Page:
During his last bullpen session, Doc reportedly threw 56 pitches and stopped to rest periodically in order to maintain the facade of an actual game (assuming he wouldn’t throw 56 in a single inning).
This was merely part of the exercise he organized with Rich Dubee, which may have included drills to prepare for such baseball variables like inclement weather (had rest of starting pitchers chuck water balloons at him while he threw), crowd noise (played classical music at a deafening volume), and general frustration with his body not healing as fast as he was demanding it to (kicked Kyle Kendrick in crotch).
And with that, the ace was deemed ready to jet off for Clearwater while most of the league was distracted by the All-Star Game, unaware of his proximity to resurfacing, like a crocodile disguised as a log.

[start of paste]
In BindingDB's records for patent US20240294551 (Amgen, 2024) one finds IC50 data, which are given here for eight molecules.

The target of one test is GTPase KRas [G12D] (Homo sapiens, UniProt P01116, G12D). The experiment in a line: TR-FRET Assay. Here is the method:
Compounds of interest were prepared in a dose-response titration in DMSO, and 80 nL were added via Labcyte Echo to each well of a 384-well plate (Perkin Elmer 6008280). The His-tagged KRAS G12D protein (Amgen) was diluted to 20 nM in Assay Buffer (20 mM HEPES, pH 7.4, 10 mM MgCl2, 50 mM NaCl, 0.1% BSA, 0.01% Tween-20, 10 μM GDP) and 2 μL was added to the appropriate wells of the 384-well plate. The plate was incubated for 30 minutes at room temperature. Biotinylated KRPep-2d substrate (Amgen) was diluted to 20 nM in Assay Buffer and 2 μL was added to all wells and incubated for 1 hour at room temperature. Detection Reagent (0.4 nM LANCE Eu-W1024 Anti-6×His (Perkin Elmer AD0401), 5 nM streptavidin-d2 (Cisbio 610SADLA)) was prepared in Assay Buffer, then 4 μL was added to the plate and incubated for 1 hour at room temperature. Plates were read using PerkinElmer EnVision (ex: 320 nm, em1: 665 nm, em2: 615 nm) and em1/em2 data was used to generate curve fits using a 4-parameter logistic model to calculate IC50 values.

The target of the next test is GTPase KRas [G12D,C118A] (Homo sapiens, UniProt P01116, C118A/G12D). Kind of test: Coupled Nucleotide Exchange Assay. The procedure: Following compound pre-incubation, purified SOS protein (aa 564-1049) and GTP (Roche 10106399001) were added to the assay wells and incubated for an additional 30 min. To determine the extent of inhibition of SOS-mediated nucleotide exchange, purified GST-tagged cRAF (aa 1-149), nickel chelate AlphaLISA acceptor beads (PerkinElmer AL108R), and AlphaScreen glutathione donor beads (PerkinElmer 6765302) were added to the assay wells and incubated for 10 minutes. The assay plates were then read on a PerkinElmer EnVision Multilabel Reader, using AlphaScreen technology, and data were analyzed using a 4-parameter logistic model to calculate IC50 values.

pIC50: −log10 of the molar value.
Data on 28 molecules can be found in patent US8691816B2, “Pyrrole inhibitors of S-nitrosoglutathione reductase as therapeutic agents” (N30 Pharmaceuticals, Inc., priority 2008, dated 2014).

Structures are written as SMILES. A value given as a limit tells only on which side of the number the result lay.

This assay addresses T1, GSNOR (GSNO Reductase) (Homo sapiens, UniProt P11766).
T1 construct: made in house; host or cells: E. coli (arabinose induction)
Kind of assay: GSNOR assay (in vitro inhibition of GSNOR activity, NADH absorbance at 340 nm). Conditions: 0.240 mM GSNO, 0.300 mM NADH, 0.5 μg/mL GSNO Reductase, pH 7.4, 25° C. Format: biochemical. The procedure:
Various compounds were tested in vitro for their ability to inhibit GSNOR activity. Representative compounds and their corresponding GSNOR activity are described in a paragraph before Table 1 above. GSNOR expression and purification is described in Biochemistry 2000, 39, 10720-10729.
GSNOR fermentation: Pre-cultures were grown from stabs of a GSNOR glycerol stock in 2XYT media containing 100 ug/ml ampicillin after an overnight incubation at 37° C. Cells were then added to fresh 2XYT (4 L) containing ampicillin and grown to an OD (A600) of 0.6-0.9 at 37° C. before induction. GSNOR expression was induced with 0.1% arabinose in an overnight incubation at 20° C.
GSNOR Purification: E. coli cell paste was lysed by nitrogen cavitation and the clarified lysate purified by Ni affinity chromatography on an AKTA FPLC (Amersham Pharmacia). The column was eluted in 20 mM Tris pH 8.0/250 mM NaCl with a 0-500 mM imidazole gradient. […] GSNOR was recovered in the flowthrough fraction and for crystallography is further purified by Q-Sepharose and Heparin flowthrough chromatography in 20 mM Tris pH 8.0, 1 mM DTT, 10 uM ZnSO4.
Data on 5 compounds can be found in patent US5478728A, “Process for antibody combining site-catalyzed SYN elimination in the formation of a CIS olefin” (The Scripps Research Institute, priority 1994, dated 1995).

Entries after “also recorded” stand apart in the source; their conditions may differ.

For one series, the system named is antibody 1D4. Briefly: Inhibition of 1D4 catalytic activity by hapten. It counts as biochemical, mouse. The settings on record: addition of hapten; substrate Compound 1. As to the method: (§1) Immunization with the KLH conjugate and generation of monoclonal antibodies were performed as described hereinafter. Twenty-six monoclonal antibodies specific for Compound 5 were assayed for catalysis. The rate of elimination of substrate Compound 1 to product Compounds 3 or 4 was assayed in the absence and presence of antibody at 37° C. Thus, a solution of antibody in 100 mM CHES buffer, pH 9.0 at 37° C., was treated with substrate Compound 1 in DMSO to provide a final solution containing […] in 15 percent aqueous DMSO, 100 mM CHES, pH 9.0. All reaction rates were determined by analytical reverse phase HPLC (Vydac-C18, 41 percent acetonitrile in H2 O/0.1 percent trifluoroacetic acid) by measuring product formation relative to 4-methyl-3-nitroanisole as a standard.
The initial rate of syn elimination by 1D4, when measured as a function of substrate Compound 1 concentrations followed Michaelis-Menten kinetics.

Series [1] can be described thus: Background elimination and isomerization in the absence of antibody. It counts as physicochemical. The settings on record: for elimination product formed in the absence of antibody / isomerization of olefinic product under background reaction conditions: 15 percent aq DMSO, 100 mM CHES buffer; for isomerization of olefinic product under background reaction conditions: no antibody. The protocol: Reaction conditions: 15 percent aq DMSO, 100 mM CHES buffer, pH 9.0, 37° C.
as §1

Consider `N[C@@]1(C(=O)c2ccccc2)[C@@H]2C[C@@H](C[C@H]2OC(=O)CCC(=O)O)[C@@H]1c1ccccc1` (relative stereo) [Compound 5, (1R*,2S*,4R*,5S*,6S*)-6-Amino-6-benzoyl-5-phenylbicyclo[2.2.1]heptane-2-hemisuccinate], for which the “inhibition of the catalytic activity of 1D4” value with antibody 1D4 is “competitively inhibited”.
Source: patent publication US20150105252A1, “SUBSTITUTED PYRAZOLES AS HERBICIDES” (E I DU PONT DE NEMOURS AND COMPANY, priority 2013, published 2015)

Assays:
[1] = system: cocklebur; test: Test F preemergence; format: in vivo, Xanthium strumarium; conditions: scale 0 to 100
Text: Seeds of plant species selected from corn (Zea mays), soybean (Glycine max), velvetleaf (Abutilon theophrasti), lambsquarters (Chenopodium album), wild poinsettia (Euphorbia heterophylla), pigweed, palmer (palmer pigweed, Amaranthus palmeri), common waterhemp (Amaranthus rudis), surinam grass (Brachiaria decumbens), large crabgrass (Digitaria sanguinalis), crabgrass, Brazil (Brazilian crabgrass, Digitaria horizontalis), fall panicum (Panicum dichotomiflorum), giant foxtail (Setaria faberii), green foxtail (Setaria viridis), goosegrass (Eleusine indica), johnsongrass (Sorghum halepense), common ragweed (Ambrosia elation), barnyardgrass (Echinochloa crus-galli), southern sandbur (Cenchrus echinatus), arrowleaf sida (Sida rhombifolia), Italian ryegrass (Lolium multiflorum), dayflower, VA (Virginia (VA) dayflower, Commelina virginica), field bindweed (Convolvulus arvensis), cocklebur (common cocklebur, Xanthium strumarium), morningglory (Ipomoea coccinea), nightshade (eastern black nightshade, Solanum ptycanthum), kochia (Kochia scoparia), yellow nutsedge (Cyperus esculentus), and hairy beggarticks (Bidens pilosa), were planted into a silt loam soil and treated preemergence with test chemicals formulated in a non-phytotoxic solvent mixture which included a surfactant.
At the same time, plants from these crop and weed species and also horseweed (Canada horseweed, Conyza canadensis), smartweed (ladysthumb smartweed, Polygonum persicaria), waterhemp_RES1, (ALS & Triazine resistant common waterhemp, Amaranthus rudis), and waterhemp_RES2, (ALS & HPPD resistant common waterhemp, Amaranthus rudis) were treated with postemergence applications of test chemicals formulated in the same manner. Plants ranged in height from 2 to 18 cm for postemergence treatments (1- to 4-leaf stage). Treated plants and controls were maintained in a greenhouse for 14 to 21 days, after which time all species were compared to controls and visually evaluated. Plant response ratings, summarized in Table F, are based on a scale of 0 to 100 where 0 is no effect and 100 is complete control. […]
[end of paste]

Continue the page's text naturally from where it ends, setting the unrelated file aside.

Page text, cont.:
Dubee was a bit all over the place in his description of Doc’s progress.
“I don’t know where he’ll be when he gets back. I hope he’s close to what he used to be. But the signs are leading that he’s doing very well.”
You heard the man, everything is totally fine.
And while this season has truly been a series of warnings that one key player is not going to make all the difference, I think we can safely say that when Doc comes back, the Phillies will finally be good again and we can look forward to this team playing .800 baseball until the post season.
Thursday will most likely be the day Doc gets to actually rehab start with the Threshers, so then we’ll have a better idea of what we’re working with. But the general consensus seems to be, at least from where I’m sitting, which is nowhere of real consequence or introspection, that we are so close to everything being great again that we might as well assume that it already is.
Topics: Roy Halladay